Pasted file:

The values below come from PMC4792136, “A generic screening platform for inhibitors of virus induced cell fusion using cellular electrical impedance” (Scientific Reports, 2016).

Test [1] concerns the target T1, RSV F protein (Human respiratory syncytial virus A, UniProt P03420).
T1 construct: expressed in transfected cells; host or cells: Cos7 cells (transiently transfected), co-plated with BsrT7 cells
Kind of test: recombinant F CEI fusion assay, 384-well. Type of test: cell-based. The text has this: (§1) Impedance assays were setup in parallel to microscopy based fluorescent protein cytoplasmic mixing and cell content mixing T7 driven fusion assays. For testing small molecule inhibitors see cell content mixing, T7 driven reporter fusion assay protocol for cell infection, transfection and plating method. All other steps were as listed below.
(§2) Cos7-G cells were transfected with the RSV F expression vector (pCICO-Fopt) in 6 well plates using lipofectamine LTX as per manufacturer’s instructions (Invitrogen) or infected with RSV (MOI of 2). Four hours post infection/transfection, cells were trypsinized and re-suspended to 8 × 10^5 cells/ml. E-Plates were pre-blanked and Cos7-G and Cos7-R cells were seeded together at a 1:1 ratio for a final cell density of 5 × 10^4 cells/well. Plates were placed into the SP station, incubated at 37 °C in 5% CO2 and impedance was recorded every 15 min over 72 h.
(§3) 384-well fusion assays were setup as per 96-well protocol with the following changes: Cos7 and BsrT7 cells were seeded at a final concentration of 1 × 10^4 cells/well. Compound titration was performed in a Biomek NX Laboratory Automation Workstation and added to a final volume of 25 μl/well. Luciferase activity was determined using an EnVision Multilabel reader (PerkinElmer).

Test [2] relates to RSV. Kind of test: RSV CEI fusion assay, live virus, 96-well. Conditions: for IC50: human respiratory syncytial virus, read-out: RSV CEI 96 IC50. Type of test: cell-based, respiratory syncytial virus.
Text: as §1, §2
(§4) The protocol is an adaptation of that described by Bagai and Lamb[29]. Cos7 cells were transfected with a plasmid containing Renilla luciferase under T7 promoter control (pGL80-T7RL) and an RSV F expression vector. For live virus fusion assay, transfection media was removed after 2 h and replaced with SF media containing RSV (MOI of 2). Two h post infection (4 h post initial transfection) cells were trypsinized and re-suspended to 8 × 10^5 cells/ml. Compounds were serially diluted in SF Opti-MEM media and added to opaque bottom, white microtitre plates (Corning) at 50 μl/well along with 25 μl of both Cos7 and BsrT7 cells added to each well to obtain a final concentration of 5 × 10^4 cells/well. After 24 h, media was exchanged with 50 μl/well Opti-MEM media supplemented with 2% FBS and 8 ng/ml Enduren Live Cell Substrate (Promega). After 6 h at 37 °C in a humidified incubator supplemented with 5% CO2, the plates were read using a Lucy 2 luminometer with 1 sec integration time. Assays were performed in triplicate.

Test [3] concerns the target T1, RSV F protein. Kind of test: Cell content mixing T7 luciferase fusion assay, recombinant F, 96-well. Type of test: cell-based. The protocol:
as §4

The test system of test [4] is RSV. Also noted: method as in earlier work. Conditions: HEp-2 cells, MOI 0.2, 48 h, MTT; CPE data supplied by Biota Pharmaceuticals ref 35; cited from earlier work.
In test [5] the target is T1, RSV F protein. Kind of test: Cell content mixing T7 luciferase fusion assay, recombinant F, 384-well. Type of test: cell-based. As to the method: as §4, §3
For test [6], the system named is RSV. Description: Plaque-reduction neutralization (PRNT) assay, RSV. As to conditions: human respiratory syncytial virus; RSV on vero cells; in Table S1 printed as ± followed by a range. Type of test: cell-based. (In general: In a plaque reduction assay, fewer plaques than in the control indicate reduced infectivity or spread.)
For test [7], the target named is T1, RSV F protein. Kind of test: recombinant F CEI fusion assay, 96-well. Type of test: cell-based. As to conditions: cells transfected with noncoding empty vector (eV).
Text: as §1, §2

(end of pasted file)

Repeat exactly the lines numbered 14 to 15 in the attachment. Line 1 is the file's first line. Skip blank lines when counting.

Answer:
For test [6], the system named is RSV. Description: Plaque-reduction neutralization (PRNT) assay, RSV. As to conditions: human respiratory syncytial virus; RSV on vero cells; in Table S1 printed as ± followed by a range. Type of test: cell-based. (In general: In a plaque reduction assay, fewer plaques than in the control indicate reduced infectivity or spread.)
For test [7], the target named is T1, RSV F protein. Kind of test: recombinant F CEI fusion assay, 96-well. Type of test: cell-based. As to conditions: cells transfected with noncoding empty vector (eV).